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Acute Myelogenous Leukemia Treatments

Treatment

Talk with your doctor about the best plan for you. Treatment of AML usually involves two phases:

  • Remission induction therapy—to kill leukemia cells
  • Maintenance therapy—to kill any remaining leukemia cells that could grow and cause a relapse

Treatment options include:

Chemotherapy

Chemotherapy is the use of drugs to kill cancer cells. It may be given in many forms. This includes pill, injection, and via a catheter. The drugs enter the bloodstream and travel through the body. While this will focus on cancer cells, some healthy cells are also killed.

Some AML may spread to the brain and spinal cord. In this case, intrathecal chemotherapy may be used. Chemotherapy drugs are placed directly into the spinal column.

Radiation Therapy

Radiation therapy involves the use of radiation to kill cancer cells and shrink tumors. For AML, external radiation therapy is used.

The radiation is directed at the tumor from outside the body. This type of treatment is used for AML that has spread, or may spread, to the brain and spinal cord. It can also be used to treat bone pain that comes from bone affected by the leukemia.

Chemotherapy With Stem Cell Transplant

Chemotherapy is followed by a transplantation of stem cells (immature blood cells). These will replace blood-forming cells destroyed by cancer treatment. Stem cells are removed from the blood or bone marrow of the patient or donor. They are then infused into the patient.

Other Drug Therapy

These drugs may be used with certain types of leukemia. They can kill leukemia cells, stop them from dividing, or help them mature into white blood cells:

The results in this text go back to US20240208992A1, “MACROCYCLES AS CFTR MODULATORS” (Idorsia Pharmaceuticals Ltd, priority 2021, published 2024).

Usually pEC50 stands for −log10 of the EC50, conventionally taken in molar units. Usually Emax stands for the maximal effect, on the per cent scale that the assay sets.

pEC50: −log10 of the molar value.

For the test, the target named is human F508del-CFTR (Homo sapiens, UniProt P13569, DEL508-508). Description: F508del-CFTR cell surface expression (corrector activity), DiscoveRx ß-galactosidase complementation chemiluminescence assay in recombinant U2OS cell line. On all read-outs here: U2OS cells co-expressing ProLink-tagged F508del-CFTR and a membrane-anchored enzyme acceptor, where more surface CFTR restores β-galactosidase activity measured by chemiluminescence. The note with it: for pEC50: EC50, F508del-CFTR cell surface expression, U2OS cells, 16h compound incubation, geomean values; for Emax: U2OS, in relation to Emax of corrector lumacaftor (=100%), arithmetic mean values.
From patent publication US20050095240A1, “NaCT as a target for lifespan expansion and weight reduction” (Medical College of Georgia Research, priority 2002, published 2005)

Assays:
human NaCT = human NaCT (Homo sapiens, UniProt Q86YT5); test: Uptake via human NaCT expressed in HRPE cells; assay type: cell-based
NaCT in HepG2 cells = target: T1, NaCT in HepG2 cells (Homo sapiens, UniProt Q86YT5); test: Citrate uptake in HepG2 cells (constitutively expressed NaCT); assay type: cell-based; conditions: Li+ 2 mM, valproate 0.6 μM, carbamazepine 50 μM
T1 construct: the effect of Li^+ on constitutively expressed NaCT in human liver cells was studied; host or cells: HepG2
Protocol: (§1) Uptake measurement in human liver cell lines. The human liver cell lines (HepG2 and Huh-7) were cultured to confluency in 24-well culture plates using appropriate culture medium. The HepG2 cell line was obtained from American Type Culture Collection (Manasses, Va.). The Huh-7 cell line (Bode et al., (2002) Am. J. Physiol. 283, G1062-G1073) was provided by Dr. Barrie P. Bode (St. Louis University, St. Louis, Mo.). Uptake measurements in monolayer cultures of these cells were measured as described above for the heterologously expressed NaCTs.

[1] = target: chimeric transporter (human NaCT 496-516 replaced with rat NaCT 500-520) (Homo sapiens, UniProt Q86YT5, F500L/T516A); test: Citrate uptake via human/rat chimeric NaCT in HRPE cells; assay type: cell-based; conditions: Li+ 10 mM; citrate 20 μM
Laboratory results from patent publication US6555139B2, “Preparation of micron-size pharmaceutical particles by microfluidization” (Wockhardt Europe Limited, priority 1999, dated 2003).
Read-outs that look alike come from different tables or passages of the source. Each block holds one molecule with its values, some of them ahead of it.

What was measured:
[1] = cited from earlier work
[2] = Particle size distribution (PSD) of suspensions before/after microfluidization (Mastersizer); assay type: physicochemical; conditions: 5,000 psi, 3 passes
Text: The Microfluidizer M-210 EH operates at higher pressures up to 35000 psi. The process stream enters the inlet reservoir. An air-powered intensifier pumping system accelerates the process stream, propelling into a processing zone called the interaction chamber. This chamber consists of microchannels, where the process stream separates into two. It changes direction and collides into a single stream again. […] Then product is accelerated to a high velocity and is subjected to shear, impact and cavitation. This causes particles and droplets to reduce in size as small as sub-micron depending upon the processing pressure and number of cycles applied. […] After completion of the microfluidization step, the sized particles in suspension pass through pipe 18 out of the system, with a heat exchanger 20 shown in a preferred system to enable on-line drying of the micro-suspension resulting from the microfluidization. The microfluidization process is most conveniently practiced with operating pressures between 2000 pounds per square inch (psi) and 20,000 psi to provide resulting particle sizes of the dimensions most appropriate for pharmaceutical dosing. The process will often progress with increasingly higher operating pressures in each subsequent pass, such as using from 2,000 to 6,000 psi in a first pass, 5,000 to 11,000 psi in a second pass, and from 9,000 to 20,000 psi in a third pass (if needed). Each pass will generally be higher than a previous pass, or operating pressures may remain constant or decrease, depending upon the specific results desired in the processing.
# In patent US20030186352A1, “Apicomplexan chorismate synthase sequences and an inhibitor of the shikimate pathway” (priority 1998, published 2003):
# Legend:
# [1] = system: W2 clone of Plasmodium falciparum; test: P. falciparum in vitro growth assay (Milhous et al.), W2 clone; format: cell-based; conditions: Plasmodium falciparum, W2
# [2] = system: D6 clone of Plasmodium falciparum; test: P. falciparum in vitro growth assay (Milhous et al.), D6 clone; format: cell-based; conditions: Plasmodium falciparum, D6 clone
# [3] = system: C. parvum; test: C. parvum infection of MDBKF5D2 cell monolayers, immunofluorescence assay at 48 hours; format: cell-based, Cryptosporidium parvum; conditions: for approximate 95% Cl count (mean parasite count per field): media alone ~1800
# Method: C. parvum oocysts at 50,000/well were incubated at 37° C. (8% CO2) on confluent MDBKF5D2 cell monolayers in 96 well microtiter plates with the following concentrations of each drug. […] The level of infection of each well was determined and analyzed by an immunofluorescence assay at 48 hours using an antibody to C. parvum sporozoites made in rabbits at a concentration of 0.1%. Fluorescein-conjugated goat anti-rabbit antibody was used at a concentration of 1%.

A targeted therapy has been approved by FDA. It is approved for patients older then 60 years who relapsed after initial therapy. The CD33 receptor on leukemia cells is targeted with:

Biologic Therapy

This is the use of medications or substances made by the body. The substance is used to increase or restore the body's natural defenses against cancer. This type of therapy is also called biological response modifier therapy. It is still being tested in clinical trials.

Treatment of Side Effects

Patients will suffer side effects not only from the leukemia, but from therapy. These include:

  • A reduction in red blood cells (anemia)
  • Reduced numbers of platelets that assist in blood clotting (thrombocytopenia)
  • Decreased numbers of the white blood cells that fight infection

Anemia may lead to fatigue. If severe enough, it can complicate respiratory or cardiac disease. Thrombocytopenia may lead to bleeding and bruising. Decreased numbers of white blood cells leave a patient more vulnerable to infection.

Your doctor may prescribe a number of different treatments to decrease these side effects. Drugs are available to increase production of normal blood cells. In addition, when your counts are particularly low, blood transfusions or changes in daily activities may be needed. These step will reduce the chance of fatigue, bleeding, or infection.

Please be aware that this information is provided to supplement the care provided by your physician. It is neither intended nor implied to be a substitute for professional medical advice. CALL YOUR HEALTHCARE PROVIDER IMMEDIATELY IF YOU THINK YOU MAY HAVE A MEDICAL EMERGENCY. Always seek the advice of your physician or other qualified health provider prior to starting any new treatment or with any questions you may have regarding a medical condition. Copyright © 2020 EBSCO Publishing All rights reserved.

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